U.S. Securities and Exchange Commission v. Citigroup Global Markets Inc., No. 1:2011cv07387 - Document 33 (S.D.N.Y. 2011)

Court Description: OPINION AND ORDER: Accordingly, the Court refuses to approve the proposed Consent Judgment. Instead, the Court hereby consolidates this case with the Stoker action, adopts the Case Management Order in that action as equally applicable to the instant case, and directs the parties to be ready to try this case on July 16, 2012. (Signed by Judge Jed S. Rakoff on 11/28/2011) (jfe) (Entered: 11/28/2011)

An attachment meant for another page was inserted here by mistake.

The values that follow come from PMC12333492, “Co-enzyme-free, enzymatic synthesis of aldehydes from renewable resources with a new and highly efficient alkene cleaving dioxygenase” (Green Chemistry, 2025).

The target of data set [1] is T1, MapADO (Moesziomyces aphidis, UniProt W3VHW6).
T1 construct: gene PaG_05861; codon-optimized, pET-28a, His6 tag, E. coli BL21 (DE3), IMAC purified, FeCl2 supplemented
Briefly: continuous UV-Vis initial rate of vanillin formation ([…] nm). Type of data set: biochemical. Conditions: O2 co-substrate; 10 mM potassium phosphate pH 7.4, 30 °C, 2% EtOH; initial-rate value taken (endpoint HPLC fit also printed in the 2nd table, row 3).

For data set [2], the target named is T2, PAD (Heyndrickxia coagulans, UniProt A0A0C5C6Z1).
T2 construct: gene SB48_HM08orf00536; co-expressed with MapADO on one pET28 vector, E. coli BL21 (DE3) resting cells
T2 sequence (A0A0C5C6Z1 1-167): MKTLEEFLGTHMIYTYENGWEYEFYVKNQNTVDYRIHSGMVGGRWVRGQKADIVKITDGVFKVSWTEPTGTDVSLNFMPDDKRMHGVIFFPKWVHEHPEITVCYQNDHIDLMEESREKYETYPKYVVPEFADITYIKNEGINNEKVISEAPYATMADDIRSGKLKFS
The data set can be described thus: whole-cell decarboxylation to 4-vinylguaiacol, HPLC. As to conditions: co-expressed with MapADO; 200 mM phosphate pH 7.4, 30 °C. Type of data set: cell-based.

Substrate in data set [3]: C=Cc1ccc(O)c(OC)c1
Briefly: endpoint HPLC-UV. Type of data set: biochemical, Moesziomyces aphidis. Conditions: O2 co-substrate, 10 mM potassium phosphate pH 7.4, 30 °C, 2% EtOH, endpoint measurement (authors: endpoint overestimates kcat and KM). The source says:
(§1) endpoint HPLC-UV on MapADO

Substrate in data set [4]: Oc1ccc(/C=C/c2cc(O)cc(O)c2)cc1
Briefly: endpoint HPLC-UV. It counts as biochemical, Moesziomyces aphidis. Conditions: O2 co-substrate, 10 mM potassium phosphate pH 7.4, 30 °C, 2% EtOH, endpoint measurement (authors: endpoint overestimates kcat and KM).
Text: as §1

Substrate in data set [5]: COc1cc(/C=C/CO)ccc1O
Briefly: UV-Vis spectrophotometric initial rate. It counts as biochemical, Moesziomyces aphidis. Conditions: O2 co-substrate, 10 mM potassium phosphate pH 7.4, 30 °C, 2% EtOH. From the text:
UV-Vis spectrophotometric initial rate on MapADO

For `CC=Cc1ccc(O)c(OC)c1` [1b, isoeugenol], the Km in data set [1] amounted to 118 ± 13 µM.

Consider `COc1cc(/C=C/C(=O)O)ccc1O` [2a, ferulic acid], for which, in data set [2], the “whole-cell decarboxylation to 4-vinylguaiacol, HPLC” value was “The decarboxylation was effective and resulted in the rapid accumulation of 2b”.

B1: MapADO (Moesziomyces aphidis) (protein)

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U.S. Securities and Exchange Commission v. Citigroup Global Markets Inc. Doc. 33 UNITED STATES DISTRICT COURT SOUTHERN DISTRICT OF NEW YORK x U.S. SECURITIES AND EXCHANGE COMMISSION, 11 Civ. 7387 (JSR) Plaintiff, OPINION AND ORDER - v- I CITIGROUP GLOBAL MARKETS INC., Defendant. ------------- x JED S. RAKOFF, U.S.D.J. On October 19, 2011, the U.S. Securities and Exchange Commission (the "S.E.C. U ) fi Global Markets Inc. this lawsuit, accusing defendant Citigroup ("Citigroup") of a substantial securit fraud. According to the S.E.C.'s Complaint, after Citigroup realized in 2007 that the market for mortgage backed securities was beginning to weaken, tigroup created a billion-dollar Fund (known as "Class v Funding IIIU) on misinformed investors. that allowed it to dump some dubious assets This was accomplished by Citigroup's misrepresenting that the Fund's assets were attractive investments rigorously selected by an independent investment adviser, whereas in fact tigroup had arranged to include in the portfolio a substantial percentage of negative projected assets and had then taken a short position in those very assets it had helped select. Complaint 2, 58. Having structured the Fund as a vehic I, for unloading 1 Dockets.Justia.com ized dubious assets on unwitting investors, id. , 44, Citigroup net profits of around $160 million, id. , 63 t whereas the investors as the S.E.C. later revealed, lost more than $700 million. t See S.E.C.'s Memorandum of Law in Response to Questions Posed by the Court Regarding Proposed Settlement ("SEC Mem.") at 17. In a parallel Complaint filed the same day against Citigroup employee Brian Stoker, see U.S. Securities and Exchange Commission v. Brian H. Stoker, 11 Civ. 7388 (JSR) , the S.E.C. alleged that Citigroup knew in advance that it would be difficult to sell the Fund if tigroup disclosed its ion to use it as a vehic to unload hand-picked set of negatively projected assets, see Stoker Complaint 25. Specifically, paragraph 25 of the Stoker Complaint alleges (in language some of which is notably missing from the Citigroup Complaint) that: tigroup knew it would be difficult to place the liabilities of [the Fund] if it disclosed to investors its intention to use the vehicle to short a hand-picked set of [poorly rated assets] .... By contrast, Citigroup knew that representing to investors that an experienced third-party investment adviser had selected the portfolio would facil the placement of the [Fund's] liabilities. (emphasis supplied) Although this would appear to be tantamount to an allegation of knowing and fraudulent intent ("scienter," in the lingo of securities law), the S.E.C., for reasons of its own, chose to charge Citigroup Nothing in this Opinion and Order has any bearing on the case against Stoker, which is currently scheduled to commence trial on July 16, 2012. 2 only with negligence, in violation of Sections l7(a) (2) and (3) of the Securit s Act, 15 U.S.C. § 77q(a) (2) and (3). Complaint 65. Simultaneously with the filing of its Complaint against Citigroup, the S.E.C. presented to the Court for its signature a "Final Judgment As To Defendant tigroup Global Markets Inc." (the "Consent Judgmentlf), together with a Consent of Defendant Citigroup Global Markets Inc. (the "Consent") that rec that Citigroup consented to the entry of the Consent Judgment" [w]ithout admitting or denying the allegations of the complaint .... " Consent Consent Judgment (I) 2. "permanently restrained and enjoined" The tigroup and its agents, employees, etc., from future violations of Sections l7(a) (2) and (3) of the Securities Act, (II) required Citigroup to disgorge to the S.E.C. Citigroup's $160 million in profits, plus $30 million in interest thereon, and to pay to the S.E.C. a civil penalty in the amount of $95 million, and (III) required Citigroup to undertake for a period of three years, subject to enforcement by the Court, certain internal measures designed to prevent recurrences of the ties fraud here perpetrated. Upon receipt of these submissions, the Court, by Order dated October 27, 2011, put some questions to the parties concerning the proposed Consent Judgment, to which the parties responded both in writing, see SEC Mem., supra, and Memorandum on Behalf of Citigroup Global Markets Inc. Support of the Proposed Final Judgment and 3 Consent ("Citigroup Mem.")! and orally! see transcript of oral argument! 11/9/11 ("Tr.ll). Since then! the Court has spent long hours trying to determine whether, in view of the substantial deference due the S.E.C. in matters of this kind, the Court can somehow approve this problematic Consent Judgment. Court concludes that In the end, the cannot approve it! because the Court has not been provided with any proven or admitted facts upon which to exercise even a modest degree of independent judgment. The Court turns f t to the standard of review. In its original Memorandum in support of the proposed Consent Judgment! filed before the case had been assigned to any judge, the S.E.C. expressly endorsed the standard of review set forth by this Court in its Bank of America decisions, i.e.! "whether the proposed Consent Judgment ... is fair! interest.!! reasonable! adequate, and in the publ Memorandum By Plaintiff Securit s and Exchange Commission in Support of Proposed Settlement at 5 (quoting with approval SEC v. Bank of America Corp.! 653 F. Supp. 2d 507! 508 (S.D.N.Y. 2009) ("Bank of America Iff)); SEC v. Bank of America Corp.! 2010 WL 624581! at *6 (S.D.N.Y. Feb. 22, 2010) ("Bank ). This was also the S.E.C.!s stated position in another, intervening proceeding before this Court, SEC v. Vitesse Semiconductor Corp., 771 F. Supp. 2d 304 (S.D.N.Y. 2010). 4 In its most recent filing in this case, however, the S.E.C. partly reverses its previous position and asserts that, while the Consent Judgment must still be shown to be fair, reasonable, adequate, and "the public interest ... is not part of [the] applicable standard of judicial review." SEC Mem. at 4 n. 1. This is erroneous. A large part of what the S.E.C. requests, in this and most other such consent judgments, is injunctive relief, both broadly, in the request for an injunction forbidding future violations, and more narrowly, in the request that the Court enforce future prophylactic measures (here, for a three-year period). The Supreme Court has repeatedly made clear, however, that a court cannot grant the extraordinary remedy of injunctive relief without considering the public interest. See, e.g., eBay, Inc. v. MercExchange, 547 U.S. 388, 391 (2006) (UAccording to well-established principles of equity, a plaintiff seeking a permanent injunction ... must demonstrate that the public interest would not be disserved by a permanent injunction. H ). Indeed, the Court has held that "'In exercising their discretion, courts ... should pay particular regard for the public consequences in employing the extraordinary remedy of injunction. "' 555 U.S. 7, 24 (2008) (quoting Weinberger v. Romero-Barcelo, 456 U.S. 305, 312 (1982». Similarly, the Second Circuit has repeatedly stated, most recently in Salinger v. Colting, 607 F.3d 68, 80 (2d Cir. 2010), that 5 a court \\must ensure that the public interests would not be disserved by the suance" of an injunction. rd. at 80. As a fall-back, the S.E.C. suggests that, if the public interest must be taken into account, the S.E.C. is the sole determiner of what is in the public interest in regard to Consent Judgments settling S.E.C. cases. See SEC Mem. at 4 n.1 (cit 525, 529 (9 th Cir. 1984). SEC v. Randolph, 736 F.2d That, again, is not the law. Although in its somewhat delphic decision in Randolph the Ninth Circuit found that, on the facts of that case, there was no difference between the requirement of reasonableness and the requirement of being in the public interest, it was emphatic in upholding "the appropriateness of a requirement that the decree be in the public interest." at 529. More pertinently, the D.C. Circuit, in United States v. Trucking Employers. Inc., 561 F.2d 313 (DC Cir. 1977), reaffirmed that "prior to approving a consent decree a court must satisfy itself of the settlement's 'overall fairness to beneficiaries and consistency with the public interest.'" Id. at 319 (quoting United States v. Allegheny Ludlum Industries, 517 F.2d 826, 850 (5 th Cir. 1975) (emphasis supplied). As these and similar authorities make plain, a court, while giving substantial deference to the views of an administrat body vested with authority over a particular area, must still exercise a modicum of independent judgment in determining whether the requested deployment its injunctive powers will serve, 6 or disserve! public interest. Anything less would not only violate the constitutional doctrine of separation of powers but would undermine the independence that is the indispensable attribute of the federal judiciary. As a practical matter! moreover! and as implies! the requirement that a consent judgment be in the public interest not meaningfully severable from the requirements! still acknowledged by the S.E.C.! that the consent judgment be fair! reasonable, and adequate; for all these requirements inform each other. For example, before the Court determines whether the proposed Consent Judgment is adequate, purpose? must answer a preliminary question: adequate for what The answer, at least in part, is that the settlement must be adequate to ensure that the public interest is protected. See Randolph, 736 F.2d at 529 ("the SEC ought to always be required to serve public interestH). determination of the The same analysis applies to the ss of the settlement. determines whether the settlement is fair, question: fair to whom? Before the Court it must ask a liminary As the holding of Trucking Employers quoted above makes plain, the answer is fair to the parties to the publ without multiplying examples, it is clear that before a court may employ its injunctive and contempt powers in support of an administrative settlement! it is required, even after giving 7 substantial deference to the views of the administrative agency, to be satisfied that it is not being used as a tool to enforce an agreement that is unfair, unreasonable, inadequate, or in contravention of the public interest. Applying these standards to the case in hand, the Court concludes, regretfully, that the proposed Consent Judgment is neither fair, nor reasonable, nor adequate, nor in the public interest. fundamentally, Most this is because it does not provide the Court with a sufficient evidentiary basis to know whether the requested relief is justified under any of these standards. Purely private parties can settle a case without ever agreeing on the facts, for all that is required is that a plaintiff dismiss his complaint. 2 But when a public agency asks a court to become its partner in enforcement by imposing wide-ranging injunctive remedies on a defendant, enforced by the formidable judicial power of contempt,3 the court, and the public, need some knowledge of what the underlying facts are: for otherwise, the court becomes a mere handmaiden to a settlement privately negotiated on the basis of unknown facts, while the public 2 When the private parties go further and ask a court to retain jurisdiction to enforce the settlement, a court has total discretion whether or not to do so, see generally Kokkonen v. Guardian Life Insurance Co., 511 U.S. 375, 381 (1994), and many judges in this District routinely decline to approve a stipulation of the parties that so provides. 3 The Second Circuit has described the contempt power as "among the most formidable weapons in the court's arsenal." United States v. Local 1804-1, Int'l Longshoremen's Ass'n, AFL-CIO, 44 F.3d 1091, 1095 (2d Cir. 1995). 8 is deprived of ever knowing the truth in a matter of obvious public importance. Here, the S.E.C.'s long-standing policy - hallowed by history, but not by reason - of allowing defendants to enter into Consent Judgments without admitting or denying the underlying allegations,4 deprives the Court of even the most minimal assurance that the substantial injunctive relief it is being asked to impose has any basis in There is little real doubt that Citigroup contests the factual allegations of the Complaint. Court, counsel In colloquy with the Citigroup expressly reconfirmed that his client was not admitting the allegations of the Complaint, see tr. 13. He also noted, correctly, that he was free - notwithstanding the S.E.C.'s gag order precluding Citigroup from contesting the S.E.C.'s allegations in the media 5 - to fully contest the facts in any parallel litigation; and he strongly hinted that Citigroup would do just that. Tr. 26-27; see Citibank Mem. at 7-8, 11. The S.E.C., by contrast, took the position that, because Citigroup did not expressly deny the allegations, the Court, and the 4 See Vitesse, 771 F. Supp. 2d at 308-10 (tracing the history of the policy) . On its face, the SEC's no-denial policy raises a potential First Amendment 771 F. Supp. 2d at 309 ("[Hlere an agency of the United problem. See States is saying, in effect, 'Although we claim that these defendants have done terrible things, refuse to admit it and we do not propose to prove it, but will simply resort to gagging their right to it'H); see Crosby v. Bradstreet Co., 312 F.2d 483, 485 (2d Cir. 1963) (reversing a consent settlement between two parties because the "injunction, enforceable through the contempt power, constitute[d] a restraint by the United States against the publication of facts which the community has a to know H). 9 public, somehow knew truth the allegations. Tr. 12-13. This is wrong as a matter of law and unpersuasive as a matter of fact. As a matter of law, an allegation that is neither admitted nor denied simply that, an allegation. It has no evidentiary value and no collateral estoppel effect. It is prec ly for this reason that the Second Circuit held long ago, in Lipsky v. Commonwealth United Corp., 551 F.2d 887 (2d Cir. 1976), that "a consent judgment between a federal agency and a private corporation which is not the result of an actual adjudication of any of the issues ... can not be used as evidence in subsequent litigation." Id. at 893. It llows that the allegations of the complaint that gives rise to the consent judgment are not evidence of anything either. Indeed the Lipsky court went so far as to hold that "neither [an S.E.C.] complaint nor reference to [such] a complaint which results in a consent judgment may properly be cited in the pleadings" in a parallel private action and must instead be stricken. Id. As for common experience, a consent judgment that does not involve any admissions and that results in only very modest penalties is just as frequently viewed, particularly in the business community, as a cost of doing business imposed by having to maintain a working relationship with a regulatory agency, rather than as any indication of where the real truth lies. in this very case. This, indeed, is Citigroup's pos See Citigroup Mem. at 6-8. 10 ion Of course, the policy of accepting settlements without any admissions serves various narrow interests of the parties. In this case, for example, Citigroup was able, without admitting anything, to negotiate a settlement that (a) charges it only with negligence, results in a very modest penalty, (b) (c) imposes the kind of injunctive relief that Citigroup (a recidivist) knew that the S.E.C. had not sought to enforce against any financial institution for at least the last 10 years, see SEC Mem. at 23, and (d) imposes relatively inexpensive prophylactic measures for the next three years. In exchange, Citigroup not only settles what it states was a broadranging four-year investigation by the S.E.C. of Citigroup's mortgage-backed securities offerings, Tr. 27, but also avoids any investors' relying in any respect on the S.E.C. Consent Judgment in seeking return of their losses. If the allegations of the Complaint are true, this is a very good deal for Citigroup; and, even if they are untrue, it is a mild and modest cost of doing business. It is harder to discern from the limited information before the Court what the S.E.C. is getting from this settlement other than a quick headline. By the S.E.C.'s own account, Citigroup is a recidivist, SEC Mem. at 21, and yet, in terms of deterrence, the $95 million civil penalty that the Consent Judgment proposes is pocket change to any entity as large as Citigroup. While the S.E.C. claims Although the S.E.C. asserts that the fact that it is only charging negligence limits the amount of money it can recover from Citigroup, either by way of civil 6 11 that it is devoted, not just to the protection of investors but also to helping them recover their losses, the proposed Consent Judgment, in the form submitted to the Court, does not commit the S.E.C. to returning any of the total of $285 million obtained from Citigroup to the defrauded investors but only suggests that the S.E.C. "may" do so. Consent Judgment at 3. In any event, this still leaves the defrauded investors substantially short-changed. To be sure, at oral argument, the S.E.C. reaffirmed its long standing purported support for private civil actions designed to recoup investors' losses. Tr. 10. But in actuality, the combination of charging tigroup only with negligence and then permitting Citigroup to settle without either admitting or denying the allegations deals a double blow to any assistance the defrauded investors might seek to derive from the S.E.C. litigation in attempting to recoup their losses through private litigation, since private investors not only cannot bring securities claims based on negligence, see, , Ernst & Ernst v. Hochfelder, 425 U.S. 185 (1976), but also cannot derive any collateral estoppel assistance from Citigroup's non admission/nondenial of the S.E.C.'s allegations. Nor, as noted, does the public, penalty or by way of disgorgement, see SEC Mem. at 17, it acknowledges in a footnote that the Second Circuit has assumed that "equitable restitution" is available in any government enforcement action. SEC Mem. at 17 n.6 (citing v. Verity lnt'l, Ltd., 443 F.3d 48, 66 (2d Cir. 2006)). 12 especially the business public, have any reason to credit those allegations, which remain entirely unproven. 7 The point, however, is not that certain narrow interests of the parties might not be served by the Consent Judgment, but rather that the part successful resolution of their competing interests cannot be automatically equated with the public interest, especially in the absence of a factual base on which to assess whether the resolution was fair, adequate, and reasonable. Even after giving the fullest deference to the S.E.C.'s views - which have more than once "The Court is also troubled when it compares the proposed Consent Judgment with the consent judgment entered last year between the SEC and Goldman Sachs ("Goldman"). See SEC v. Goldman Sachs & Co. et al., No. 10 Civ. 3229 (BSJ), Dkt. 25 ("Goldman Consent Judgment"). Goldman involved a similar but arguably less egregious factual scenario in that Goldman was charged with not disclosing that an outside hedge fund, Paulson & Co., had played a significant role in the portfolio selection process and had maintained a short position in the assets it had selected. SEC supra, Dkt. 1 ("Goldman Complaint") 2. Nonetheless, the consent judgment in Goldman required Goldman to pay a $535 million penalty, even though it made only $15 million in profits. Goldman Consent Judgment 2. Here, as noted above, Citigroup made $160 million in profits and paid only a $95 million fine. The SEC argues that Goldman was charged with based violations, and that those violations make possible a more significant sanction. SEC Mem. at 19. This logic is circular, however, because the SEC does not explain how Goldman's actions were more culpable or scienter-based than Citigroup's actions here. Furthermore, the consent judgment in Goldman contained several terms that are notably missing from the proposed Consent Judgment here. First, the consent judgment included the following express admission from Goldman: "Goldman acknowledges that the marketing materials for the ABACUS 2007ACI transaction contained incomplete information. In particular, it was a mistake for the Goldman marketing materials to state that the reference portfolio was 'selected by' ACA Management LLC without disclosing the role of Paulson & Co. Inc. in the portfolio selection process and that Paulson's economic interests were adverse to [portfolio] investors. Goldman regrets that the marketing materials did not contain that disclosure." (Goldman Consent Judgment 3.) Second, Goldman agreed to additional remedial measures beyond those agreed to by Citigroup in the instant case. Third, Goldman agreed to cooperate with the SEC in a number of ways, such as making its employees available for interviews by SEC staff and ordering its employees to testify "at trial and other judicial proceedings when requested by Commission staff." Id. 17. By contrast, Citigroup has not agreed to cooperate with the SEC in any cognizable respect. SEC Mem. 21. 13 persuaded this Court to approve an S.E.C. Consent Judgment it found dubious on the merits, see, e.g., Bank of America II, supra the Court is forced to conclude that a proposed Consent Judgment that asks the Court to impose substantial injunctive relief, enforced by the Court's own contempt power, on the basis of allegations unsupported by any proven or acknowledged facts whatsoever, is neither reasonable, nor fair, nor adequate, nor in the public interest. It is not reasonable, because how can it ever be reasonable to impose substantial relief on the basis of mere allegations? It is not fair, because, despite Citigroup's nominal consent, the potential for abuse in imposing penalties on the basis of facts that are neither proven nor acknowledged patent. It is not adequate, because, in the absence of any facts, the Court lacks a framework for determining adequacy. And, most obviously, the proposed Consent Judgment does not serve the public interest, because it asks the Court to employ its power and assert its authority when it does not know the facts. An application of judicial power that does not rest on facts is worse than mindless, it is inherently dangerous. The injunctive power of the judiciary is not a free roving remedy to be invoked at the whim of a regulatory agency, even with the consent of the regulated. If its deployment does not rest on facts 14 solid facts, established ei by admissions or by trials - it serves no lawful or moral purpose and is simply an engine of oppression. Finally, in any case like this that touches on the transparency of financial markets whose gyrations have so depressed our economy and debilitated our lives, there is an overriding public interest in knowing the truth. In much of the world, propaganda reigns, and truth is confined to secretive, fearful whispers. Even in our nation, apologists for suppressing or obscuring the truth may always be found. But the S.E.C., of all agencies, has a duty, inherent in its statutory mission, to see that the truth emerges; and if fails to do so, this Court must not, in the name of deference or convenience, grant judicial enforcement to the agency's contrivances. Accordingly, the Court refuses to approve the proposed Consent Judgment. Instead, the Court hereby consolidates this case with the Stoker action, adopts the Case Management Order in that action as equally applicable to the instant case, and directs the part ready to try this case on July 16, 2012. SO ORDERED. Dated: New York, NY November 28, 2011 15 s to be